This story was written by Michael Page, Cornell Daily Sun
Like the universe, the U.S. Constitution gets a bit wacky on the margins. Just last week, for example, the Second Circuit (Cornell's local federal appeals court) upheld the constitutionality of U.S. officials warrantless search of the home of a U.S. citizen living in Kenya by finding that the second half of the Fourth Amendment the part that requires warrants simply did not apply. Had the same search occurred in New York, all parties agree, it would have been unconstitutional. The decision itself seems quite reasonable; what authority does a U.S. judge have to issue a warrant for a search in Kenya? Surely Alexander Hamilton was not anticipating such an application of the Fourth Amendment, but neither was he anticipating criminal investigations in Africa.
A basic primer: The federal government cannot do anything unless the Constitution gives it permission. That means that whenever the president acts, whether domestically or abroad, his authority must derive from Article II of the Constitution, or from Congress, whose authority in turn must derive from Article I of the Constitution. But the analysis doesnt end there. Even if Article II tells the president he can do X, if X violates an individuals constitutionally protected right, such as the Fourth Amendments right against unreasonable searches and seizures, we have a problem.
Imagine the following situation: You, a U.S. citizen, and a friend, a noncitizen, are standing in a cornfield in Kansas. Behind you is the president, who is shooting spitballs at the back of your heads. Article II of the Constitution gives the president the power to shoot spitballs a distance of up to20 feet. The Constitution also gives both of you paddles, with which to swat away the presidents spitballs. Paddles in hand, you and your friend walk southward, all the while swatting away the presidents spitballs and trying to stay more than20 feet ahead of him. All is going well through Oklahoma and Texas, but somewhere in the middle of the Rio Grande something funny happens: Your friends paddle disappears, and your paddle, although still in your possession, doesnt look quite the same; perhaps its handle is missing. Somewhere south of Monterrey, Mexico, the president is still on your trail, still shooting spitballs up to20 feet, but only now your friend is getting creamed and even you are feeling more vulnerable.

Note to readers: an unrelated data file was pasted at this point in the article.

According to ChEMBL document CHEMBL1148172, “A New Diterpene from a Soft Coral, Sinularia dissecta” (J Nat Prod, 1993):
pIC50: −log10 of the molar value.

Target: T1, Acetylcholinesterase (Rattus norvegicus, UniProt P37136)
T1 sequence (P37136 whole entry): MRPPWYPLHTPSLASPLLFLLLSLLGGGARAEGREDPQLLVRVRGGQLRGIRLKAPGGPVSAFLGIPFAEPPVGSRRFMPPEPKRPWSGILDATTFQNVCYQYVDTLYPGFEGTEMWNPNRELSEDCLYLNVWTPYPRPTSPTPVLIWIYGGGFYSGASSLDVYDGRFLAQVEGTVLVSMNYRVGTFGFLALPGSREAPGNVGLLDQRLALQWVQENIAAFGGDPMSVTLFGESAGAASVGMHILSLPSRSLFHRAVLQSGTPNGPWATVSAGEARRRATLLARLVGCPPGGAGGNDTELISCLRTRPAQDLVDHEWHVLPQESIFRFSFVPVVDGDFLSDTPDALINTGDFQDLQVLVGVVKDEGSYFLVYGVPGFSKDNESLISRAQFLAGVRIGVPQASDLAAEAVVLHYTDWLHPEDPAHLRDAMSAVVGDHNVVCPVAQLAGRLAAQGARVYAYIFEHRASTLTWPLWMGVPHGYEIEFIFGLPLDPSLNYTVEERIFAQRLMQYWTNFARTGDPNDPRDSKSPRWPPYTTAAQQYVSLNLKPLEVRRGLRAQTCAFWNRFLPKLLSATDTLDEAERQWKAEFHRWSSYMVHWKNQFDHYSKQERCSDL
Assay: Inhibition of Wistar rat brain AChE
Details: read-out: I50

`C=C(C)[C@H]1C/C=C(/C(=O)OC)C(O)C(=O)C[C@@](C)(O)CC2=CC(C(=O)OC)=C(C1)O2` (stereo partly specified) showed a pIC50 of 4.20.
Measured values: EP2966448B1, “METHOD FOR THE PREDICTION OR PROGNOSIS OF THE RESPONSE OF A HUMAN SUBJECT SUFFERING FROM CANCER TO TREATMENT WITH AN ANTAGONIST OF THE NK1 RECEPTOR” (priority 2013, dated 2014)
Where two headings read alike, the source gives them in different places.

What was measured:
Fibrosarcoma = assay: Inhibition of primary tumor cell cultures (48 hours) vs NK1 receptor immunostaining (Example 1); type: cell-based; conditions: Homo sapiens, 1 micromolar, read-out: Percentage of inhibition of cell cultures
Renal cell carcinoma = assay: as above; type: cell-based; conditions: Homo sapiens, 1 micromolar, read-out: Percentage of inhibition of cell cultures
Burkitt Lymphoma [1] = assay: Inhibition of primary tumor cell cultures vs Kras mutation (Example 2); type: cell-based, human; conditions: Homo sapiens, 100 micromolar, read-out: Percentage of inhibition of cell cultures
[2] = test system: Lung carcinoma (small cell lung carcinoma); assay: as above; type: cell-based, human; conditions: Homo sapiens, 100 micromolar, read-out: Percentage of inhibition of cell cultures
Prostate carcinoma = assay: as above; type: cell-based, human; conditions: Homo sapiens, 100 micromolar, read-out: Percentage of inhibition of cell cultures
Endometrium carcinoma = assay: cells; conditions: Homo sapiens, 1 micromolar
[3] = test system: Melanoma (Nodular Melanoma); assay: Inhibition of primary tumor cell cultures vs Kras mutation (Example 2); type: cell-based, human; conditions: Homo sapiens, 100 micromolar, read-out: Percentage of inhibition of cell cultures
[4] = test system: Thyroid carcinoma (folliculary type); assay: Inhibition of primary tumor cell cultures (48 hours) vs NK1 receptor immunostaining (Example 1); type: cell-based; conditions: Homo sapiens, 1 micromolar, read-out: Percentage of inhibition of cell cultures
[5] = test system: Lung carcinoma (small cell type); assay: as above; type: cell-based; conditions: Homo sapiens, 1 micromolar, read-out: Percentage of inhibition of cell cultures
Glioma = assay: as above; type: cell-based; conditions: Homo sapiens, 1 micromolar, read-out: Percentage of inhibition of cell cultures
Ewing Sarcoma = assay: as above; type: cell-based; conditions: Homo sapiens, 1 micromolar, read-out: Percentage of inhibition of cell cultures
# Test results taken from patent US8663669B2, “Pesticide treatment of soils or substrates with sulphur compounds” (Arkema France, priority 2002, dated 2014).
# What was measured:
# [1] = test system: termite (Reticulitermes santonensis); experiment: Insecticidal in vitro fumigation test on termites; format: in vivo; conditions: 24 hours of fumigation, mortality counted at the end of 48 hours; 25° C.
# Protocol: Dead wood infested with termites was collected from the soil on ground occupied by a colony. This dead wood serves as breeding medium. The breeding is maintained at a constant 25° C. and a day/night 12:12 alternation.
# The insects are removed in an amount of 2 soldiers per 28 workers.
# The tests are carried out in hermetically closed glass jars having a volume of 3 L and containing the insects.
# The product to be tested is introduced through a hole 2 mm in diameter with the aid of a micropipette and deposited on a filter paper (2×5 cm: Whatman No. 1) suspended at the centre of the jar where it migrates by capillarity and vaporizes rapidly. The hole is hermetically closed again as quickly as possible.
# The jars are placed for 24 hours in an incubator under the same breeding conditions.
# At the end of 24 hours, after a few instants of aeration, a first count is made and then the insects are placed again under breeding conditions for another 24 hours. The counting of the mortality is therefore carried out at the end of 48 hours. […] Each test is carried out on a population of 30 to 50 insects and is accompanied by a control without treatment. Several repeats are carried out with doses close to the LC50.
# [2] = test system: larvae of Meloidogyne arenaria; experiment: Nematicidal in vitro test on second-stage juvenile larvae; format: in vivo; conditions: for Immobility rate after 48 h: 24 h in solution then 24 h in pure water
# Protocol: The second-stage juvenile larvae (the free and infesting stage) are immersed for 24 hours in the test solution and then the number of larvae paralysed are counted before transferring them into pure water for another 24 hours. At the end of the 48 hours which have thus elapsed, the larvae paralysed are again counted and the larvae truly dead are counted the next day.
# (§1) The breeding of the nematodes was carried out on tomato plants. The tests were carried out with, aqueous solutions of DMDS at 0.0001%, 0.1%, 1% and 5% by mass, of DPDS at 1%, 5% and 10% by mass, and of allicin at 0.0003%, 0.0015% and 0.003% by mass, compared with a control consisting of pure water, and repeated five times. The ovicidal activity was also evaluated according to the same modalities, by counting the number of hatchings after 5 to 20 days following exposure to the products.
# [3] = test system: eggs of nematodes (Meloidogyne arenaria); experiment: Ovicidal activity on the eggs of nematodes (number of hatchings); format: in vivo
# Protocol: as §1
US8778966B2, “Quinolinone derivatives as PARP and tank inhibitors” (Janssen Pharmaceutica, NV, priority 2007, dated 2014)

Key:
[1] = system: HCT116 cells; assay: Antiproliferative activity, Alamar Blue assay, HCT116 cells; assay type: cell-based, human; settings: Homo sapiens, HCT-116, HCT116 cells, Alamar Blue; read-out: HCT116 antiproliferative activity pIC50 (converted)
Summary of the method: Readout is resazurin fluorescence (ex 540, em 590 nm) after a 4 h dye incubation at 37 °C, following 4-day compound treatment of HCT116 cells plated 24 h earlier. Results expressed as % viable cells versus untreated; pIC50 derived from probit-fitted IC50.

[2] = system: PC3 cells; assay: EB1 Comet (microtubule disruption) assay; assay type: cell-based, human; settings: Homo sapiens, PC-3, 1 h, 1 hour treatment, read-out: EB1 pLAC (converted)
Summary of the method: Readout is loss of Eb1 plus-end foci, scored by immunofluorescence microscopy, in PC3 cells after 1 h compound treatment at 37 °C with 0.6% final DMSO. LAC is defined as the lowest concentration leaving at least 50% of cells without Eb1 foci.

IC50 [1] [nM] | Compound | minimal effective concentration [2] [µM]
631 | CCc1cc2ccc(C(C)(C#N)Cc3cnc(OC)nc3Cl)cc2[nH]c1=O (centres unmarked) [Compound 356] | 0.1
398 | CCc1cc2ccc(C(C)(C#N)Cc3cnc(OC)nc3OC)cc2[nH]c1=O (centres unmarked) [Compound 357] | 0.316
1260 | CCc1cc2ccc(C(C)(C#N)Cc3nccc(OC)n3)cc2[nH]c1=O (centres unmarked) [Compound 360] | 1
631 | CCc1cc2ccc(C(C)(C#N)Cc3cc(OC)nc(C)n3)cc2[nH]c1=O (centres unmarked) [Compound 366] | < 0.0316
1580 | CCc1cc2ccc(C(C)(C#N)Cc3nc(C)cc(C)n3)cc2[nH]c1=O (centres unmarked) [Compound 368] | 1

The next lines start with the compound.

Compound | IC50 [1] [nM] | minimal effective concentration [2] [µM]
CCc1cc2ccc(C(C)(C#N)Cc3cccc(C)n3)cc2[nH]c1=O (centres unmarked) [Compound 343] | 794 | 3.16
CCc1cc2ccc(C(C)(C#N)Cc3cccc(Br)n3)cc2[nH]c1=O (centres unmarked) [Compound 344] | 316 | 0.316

So what happened? Somewhere over the Rio Grande, the Constitution unraveled, and the neat analytical framework described in the second paragraph which governed the power dynamic between you and president in Kansas fell apart. The shape the unraveling takes is not clear, a puzzle known as the extraterritorial reach of the Constitution. The puzzle is actually a misnomer, or at least misleading. The federal government can act anywhere on earth (hence the spitballs in Mexico) even in space. The real question is which individuals can claim the protections of the Constitution.
For the most part, everyone within the territorial United States, citizens and noncitizens, can claim the Constitutions protections. It is also clear that some people, in some situations, can claim some parts of the Constitution even outside the territorial United States. The Supreme Court first addressed this issue during American expansionism at the turn of the 20th century, finding that practical difficulties prevented it from applying the Constitutions limits on government power always and everywhere. Over the next100 years, in a series of ad hoc judgments, the Supreme Court found that the right to a trial by jury extended to a U.S. citizen in Germany, that the Fourth Amendment did not reach a noncitizen in Mexico, and, most recently, that the right to challenge the legality of ones detention (habeas corpus) extended to noncitizens at Guantanamo Bay (technically part of Cuba).
How ought courts, such as the Second Circuit, approach this puzzle? Is it fair that your friend, as a noncitizen, lost his paddle in Mexico but that you, as a citizen, retained all (or mostly all) of yours? Does it make sense that the presidents power no longer checked by your constitutionally guaranteed paddles effectively increased once across the border? Does it matter whether the presidents actions are outward focused, such as a war, or inward focused, such as the investigation of a fraud committed on a U.S. bank? If that distinction is important, does it matter whether we characterize the Kenyan search as part of the War on Terror or as part of an ordinary criminal investigation? If so, should terrorist suspects residing in the United States lose their constitutional protections?
I will not pretend to provide any answers to these questions, other than to suggest that our territory-focused conception of the Constitution is, like,so 20th century. Courts will increasingly have to address the extraterritorial reach of the Constitution and their case-by-case focus on practical considerations, although reasonable, does not always sound very constitutional.